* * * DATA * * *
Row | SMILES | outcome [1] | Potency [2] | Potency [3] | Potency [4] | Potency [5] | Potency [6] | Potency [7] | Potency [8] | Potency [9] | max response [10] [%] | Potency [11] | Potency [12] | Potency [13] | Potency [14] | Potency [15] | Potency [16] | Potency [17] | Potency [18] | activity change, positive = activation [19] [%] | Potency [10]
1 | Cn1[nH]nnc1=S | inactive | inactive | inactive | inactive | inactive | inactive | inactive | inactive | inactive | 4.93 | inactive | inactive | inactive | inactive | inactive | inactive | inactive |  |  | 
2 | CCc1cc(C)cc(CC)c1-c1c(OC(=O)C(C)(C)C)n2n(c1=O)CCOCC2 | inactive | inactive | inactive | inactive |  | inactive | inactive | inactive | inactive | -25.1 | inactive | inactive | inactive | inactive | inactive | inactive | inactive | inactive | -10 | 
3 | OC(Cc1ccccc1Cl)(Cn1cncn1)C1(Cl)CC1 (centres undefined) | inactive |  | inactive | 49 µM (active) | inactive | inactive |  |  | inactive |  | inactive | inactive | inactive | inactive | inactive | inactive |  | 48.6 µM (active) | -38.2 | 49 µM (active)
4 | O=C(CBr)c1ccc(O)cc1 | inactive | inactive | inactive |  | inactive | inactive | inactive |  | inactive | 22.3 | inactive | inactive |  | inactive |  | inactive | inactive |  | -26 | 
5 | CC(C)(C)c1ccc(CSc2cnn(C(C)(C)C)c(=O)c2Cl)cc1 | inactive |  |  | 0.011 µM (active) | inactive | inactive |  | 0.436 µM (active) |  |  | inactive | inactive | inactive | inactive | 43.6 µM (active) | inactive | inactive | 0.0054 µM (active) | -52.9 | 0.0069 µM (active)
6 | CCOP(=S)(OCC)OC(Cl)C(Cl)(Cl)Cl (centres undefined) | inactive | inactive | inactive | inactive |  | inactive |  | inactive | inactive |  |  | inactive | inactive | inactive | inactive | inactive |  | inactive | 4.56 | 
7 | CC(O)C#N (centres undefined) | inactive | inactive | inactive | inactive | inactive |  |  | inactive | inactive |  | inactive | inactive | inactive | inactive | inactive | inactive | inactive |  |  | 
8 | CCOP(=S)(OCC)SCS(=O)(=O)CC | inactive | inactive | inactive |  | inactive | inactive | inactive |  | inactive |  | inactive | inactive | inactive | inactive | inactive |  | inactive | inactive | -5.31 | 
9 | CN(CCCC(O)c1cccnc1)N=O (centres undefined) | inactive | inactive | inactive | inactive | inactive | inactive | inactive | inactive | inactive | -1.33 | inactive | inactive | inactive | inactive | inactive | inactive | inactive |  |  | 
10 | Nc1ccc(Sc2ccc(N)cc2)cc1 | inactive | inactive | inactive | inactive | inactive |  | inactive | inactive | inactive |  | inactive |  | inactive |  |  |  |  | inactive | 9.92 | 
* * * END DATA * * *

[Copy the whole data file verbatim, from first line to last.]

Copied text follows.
Row | SMILES | outcome [1] | Potency [2] | Potency [3] | Potency [4] | Potency [5] | Potency [6] | Potency [7] | Potency [8] | Potency [9] | max response [10] [%] | Potency [11] | Potency [12] | Potency [13] | Potency [14] | Potency [15] | Potency [16] | Potency [17] | Potency [18] | activity change, positive = activation [19] [%] | Potency [10]
1 | Cn1[nH]nnc1=S | inactive | inactive | inactive | inactive | inactive | inactive | inactive | inactive | inactive | 4.93 | inactive | inactive | inactive | inactive | inactive | inactive | inactive |  |  | 
2 | CCc1cc(C)cc(CC)c1-c1c(OC(=O)C(C)(C)C)n2n(c1=O)CCOCC2 | inactive | inactive | inactive | inactive |  | inactive | inactive | inactive | inactive | -25.1 | inactive | inactive | inactive | inactive | inactive | inactive | inactive | inactive | -10 | 
3 | OC(Cc1ccccc1Cl)(Cn1cncn1)C1(Cl)CC1 (centres undefined) | inactive |  | inactive | 49 µM (active) | inactive | inactive |  |  | inactive |  | inactive | inactive | inactive | inactive | inactive | inactive |  | 48.6 µM (active) | -38.2 | 49 µM (active)
4 | O=C(CBr)c1ccc(O)cc1 | inactive | inactive | inactive |  | inactive | inactive | inactive |  | inactive | 22.3 | inactive | inactive |  | inactive |  | inactive | inactive |  | -26 | 
5 | CC(C)(C)c1ccc(CSc2cnn(C(C)(C)C)c(=O)c2Cl)cc1 | inactive |  |  | 0.011 µM (active) | inactive | inactive |  | 0.436 µM (active) |  |  | inactive | inactive | inactive | inactive | 43.6 µM (active) | inactive | inactive | 0.0054 µM (active) | -52.9 | 0.0069 µM (active)
6 | CCOP(=S)(OCC)OC(Cl)C(Cl)(Cl)Cl (centres undefined) | inactive | inactive | inactive | inactive |  | inactive |  | inactive | inactive |  |  | inactive | inactive | inactive | inactive | inactive |  | inactive | 4.56 | 
7 | CC(O)C#N (centres undefined) | inactive | inactive | inactive | inactive | inactive |  |  | inactive | inactive |  | inactive | inactive | inactive | inactive | inactive | inactive | inactive |  |  | 
8 | CCOP(=S)(OCC)SCS(=O)(=O)CC | inactive | inactive | inactive |  | inactive | inactive | inactive |  | inactive |  | inactive | inactive | inactive | inactive | inactive |  | inactive | inactive | -5.31 | 
9 | CN(CCCC(O)c1cccnc1)N=O (centres undefined) | inactive | inactive | inactive | inactive | inactive | inactive | inactive | inactive | inactive | -1.33 | inactive | inactive | inactive | inactive | inactive | inactive | inactive |  |  | 
10 | Nc1ccc(Sc2ccc(N)cc2)cc1 | inactive | inactive | inactive | inactive | inactive |  | inactive | inactive | inactive |  | inactive |  | inactive |  |  |  |  | inactive | 9.92 | 